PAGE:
her campfire, lamp, or the food she had left there.
"So what is this
place?" she asked, annoyed. "It seems like nothing much to me."
"Ah, but it is
much, my love," he came to her again and laid his head in a familiar gesture,
against her chest, breathing her in once again. "Do you know how beautiful
you are? When I see you I forget everything else. I just want to --" she
grasped his hands, which were even now reaching for her cloak. "I have
already explained this to you."
"No - but the
very place," he said, shaking his head, the moment of romantic intensity
dissipating. "This is the place I first loved."
"Yes, I had my
first night with a woman here."
"You did?" She
looked around her in amazement. "When?"
"A long time ago.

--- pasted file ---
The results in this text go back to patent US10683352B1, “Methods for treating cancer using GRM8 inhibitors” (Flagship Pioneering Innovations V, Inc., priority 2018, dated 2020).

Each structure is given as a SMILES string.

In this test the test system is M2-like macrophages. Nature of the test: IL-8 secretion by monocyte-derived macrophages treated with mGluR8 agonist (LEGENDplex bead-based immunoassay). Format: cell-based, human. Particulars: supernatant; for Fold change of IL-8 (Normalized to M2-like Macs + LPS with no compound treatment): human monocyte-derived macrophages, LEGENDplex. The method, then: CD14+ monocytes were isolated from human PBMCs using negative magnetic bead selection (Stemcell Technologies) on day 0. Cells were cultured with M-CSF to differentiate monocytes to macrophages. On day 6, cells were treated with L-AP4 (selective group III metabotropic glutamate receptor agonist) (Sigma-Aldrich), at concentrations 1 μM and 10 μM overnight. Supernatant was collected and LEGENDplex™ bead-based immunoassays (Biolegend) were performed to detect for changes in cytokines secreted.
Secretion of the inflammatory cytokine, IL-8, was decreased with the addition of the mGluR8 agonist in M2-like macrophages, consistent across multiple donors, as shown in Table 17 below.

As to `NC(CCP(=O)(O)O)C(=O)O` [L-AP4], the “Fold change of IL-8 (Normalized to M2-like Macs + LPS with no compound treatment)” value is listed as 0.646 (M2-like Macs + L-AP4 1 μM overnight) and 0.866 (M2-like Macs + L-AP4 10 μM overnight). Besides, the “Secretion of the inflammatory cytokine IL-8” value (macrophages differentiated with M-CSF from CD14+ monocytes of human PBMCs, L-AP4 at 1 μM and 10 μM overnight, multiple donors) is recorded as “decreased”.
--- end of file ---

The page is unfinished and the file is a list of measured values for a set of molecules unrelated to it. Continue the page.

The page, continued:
I was just a boy. And I know, you think I am still just a boy, but I'm
not. I'm just small. But when I was much, much smaller, I came here with
a woman warrior, and she blooded me."
"She blooded you?
What does that mean?"
"She forced me
to submit to her, she took me."
"You are making this up."
He shook his head.
"No. It happened. She was a foreign warrior, and she said she wanted my
seed for her nation. She took me by the campfire here. It is a special
place for me, which is why I brought us here to camp. I know this entire
area. Not only that ---" he drew his sword from its sheath. "This - is
"You aren't making this up."
He shook his head
happily. "I came back and got the sword, I left it here then, and I came,
and got the sword so I could use it in my first battle. Now…" he unburdened